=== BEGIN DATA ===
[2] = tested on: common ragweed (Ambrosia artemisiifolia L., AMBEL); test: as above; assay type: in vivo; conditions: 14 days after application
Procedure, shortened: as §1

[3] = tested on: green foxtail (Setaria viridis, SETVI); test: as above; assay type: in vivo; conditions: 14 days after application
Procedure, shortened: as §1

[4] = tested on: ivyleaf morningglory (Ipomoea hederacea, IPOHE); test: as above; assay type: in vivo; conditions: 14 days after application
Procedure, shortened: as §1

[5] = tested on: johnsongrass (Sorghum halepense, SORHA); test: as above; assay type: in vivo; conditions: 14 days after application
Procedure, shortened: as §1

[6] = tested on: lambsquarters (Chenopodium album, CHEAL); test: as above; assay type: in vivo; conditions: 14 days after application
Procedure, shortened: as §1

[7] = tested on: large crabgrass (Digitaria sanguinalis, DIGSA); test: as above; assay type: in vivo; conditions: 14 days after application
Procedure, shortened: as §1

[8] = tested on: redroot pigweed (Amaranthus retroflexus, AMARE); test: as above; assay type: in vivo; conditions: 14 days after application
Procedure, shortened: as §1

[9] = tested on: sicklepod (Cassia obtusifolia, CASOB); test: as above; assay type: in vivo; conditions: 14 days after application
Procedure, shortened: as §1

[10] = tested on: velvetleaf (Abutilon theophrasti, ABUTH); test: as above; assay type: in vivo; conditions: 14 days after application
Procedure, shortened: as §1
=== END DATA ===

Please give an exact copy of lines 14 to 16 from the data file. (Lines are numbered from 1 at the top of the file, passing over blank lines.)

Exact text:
Procedure, shortened: as §1

[9] = tested on: sicklepod (Cassia obtusifolia, CASOB); test: as above; assay type: in vivo; conditions: 14 days after application
Procedure, shortened: as §1